Joz Norris: I think the answer to both is the people – nothing helps to nurture comedy better than the encouragement and support of other people, whether that comes in the form of constructive criticism, or just a fun conversation that sets your mind working on a new idea. Meeting other comics who are fun, supportive, and passionate about what they do, and who really enjoy working together with you to push comedy ideas in new directions, and to help encourage you to be as good as you can be, is enormously fulfilling. On the other hand, regrettably, there are a fair few comedians on the circuit (and I of course won’t mention any names – they’re in the minority, but they are out there) who think they are somehow above talking to or listening to other comedians. Even in the case of comedians who are further up the comedy ladder than you, that’s unforgivable. I think even stars at the top of their game always need to learn from, and listen to others to learn how they can be the best they can. I’m always keen to hear people’s suggestions on what I can do to be better, so when you meet a comedian who seems to think that they’re objectively better than you, and that there’s nothing they can possibly learn from the comics around them, and that the whole night is somehow beneath them, it can really sour a night. The worst thing to have as a comedian is a bad attitude. You have to be open and friendly and willing to learn in order to get anywhere at all.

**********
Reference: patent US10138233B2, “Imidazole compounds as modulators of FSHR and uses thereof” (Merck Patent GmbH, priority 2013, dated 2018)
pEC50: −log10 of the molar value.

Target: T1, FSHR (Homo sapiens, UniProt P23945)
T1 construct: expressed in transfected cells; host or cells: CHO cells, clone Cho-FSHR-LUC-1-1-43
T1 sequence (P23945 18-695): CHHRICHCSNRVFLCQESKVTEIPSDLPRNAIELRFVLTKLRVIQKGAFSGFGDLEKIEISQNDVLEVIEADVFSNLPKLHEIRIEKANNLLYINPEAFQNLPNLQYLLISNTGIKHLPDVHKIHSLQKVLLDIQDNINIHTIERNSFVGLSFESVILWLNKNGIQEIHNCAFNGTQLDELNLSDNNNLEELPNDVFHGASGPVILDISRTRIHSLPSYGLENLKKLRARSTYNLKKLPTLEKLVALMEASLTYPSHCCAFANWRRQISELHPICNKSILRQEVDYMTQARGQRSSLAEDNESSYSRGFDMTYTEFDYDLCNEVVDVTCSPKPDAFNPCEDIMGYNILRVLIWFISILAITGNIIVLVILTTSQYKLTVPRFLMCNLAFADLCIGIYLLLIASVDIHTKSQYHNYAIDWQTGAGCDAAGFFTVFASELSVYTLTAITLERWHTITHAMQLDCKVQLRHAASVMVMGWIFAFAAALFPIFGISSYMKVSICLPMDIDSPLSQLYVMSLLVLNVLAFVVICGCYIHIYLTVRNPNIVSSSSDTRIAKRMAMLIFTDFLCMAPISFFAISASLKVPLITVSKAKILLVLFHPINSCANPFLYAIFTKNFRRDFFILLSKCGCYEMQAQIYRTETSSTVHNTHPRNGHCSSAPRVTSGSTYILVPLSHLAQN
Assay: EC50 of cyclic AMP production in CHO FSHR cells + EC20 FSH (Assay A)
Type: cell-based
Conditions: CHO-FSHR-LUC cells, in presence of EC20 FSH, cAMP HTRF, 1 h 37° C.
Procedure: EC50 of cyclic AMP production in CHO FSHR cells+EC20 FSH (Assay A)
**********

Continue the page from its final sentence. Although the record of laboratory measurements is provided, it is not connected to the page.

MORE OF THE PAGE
Comedy Blogedy: What’s your favourite type of audience to perform to?
Joz Norris: For me, the most important thing is that they want to be there. There are a few free comedy nights in pubs across London where you end up performing to a group of people who just came in for a drink and have ended up being subjected to a comedy night they weren’t expecting, and that’s always rather difficult. When people have deliberately gone out for a night of comedy, and possibly paid for it, then you get a room of people who want to laugh, and will naturally be more receptive. I also like audiences who are willing to do a little work themselves to get the humour, who don’t just want very simple jokes, but who are willing to take the ride into more unconventional material and reap the rewards of it.
Comedy Blogedy: Have you been heckled a lot since you’ve started gigging? Do you enjoy being heckled? What’s the best heckle you’ve had?
Joz Norris: It’s not happened very much, to be honest. I think it’s not very common at the mostly amateur level I’m gigging at at the moment – I think it’s more associated with the more corporate, jobbing type of comedy night such as Jongleurs or similar. I’ve never really had a heckle that I really struggled with, or that really impressed me, but the best heckler I’ve ever seen was some really drunk old Irish rocker who looked half-starved and wandered into a comedy night halfway through the headliner’s set, loudly proclaiming “Don’t mind me, I work at the barber’s down the road.” The headliner made a few jokes about his absurdly confident entry, then moved onto other material, at which point the guy got up and wandered off, loudly shouting “I’ve got to go and feed my f***ing cat.” That guy had a hell of a lot of confidence, or just zero shame.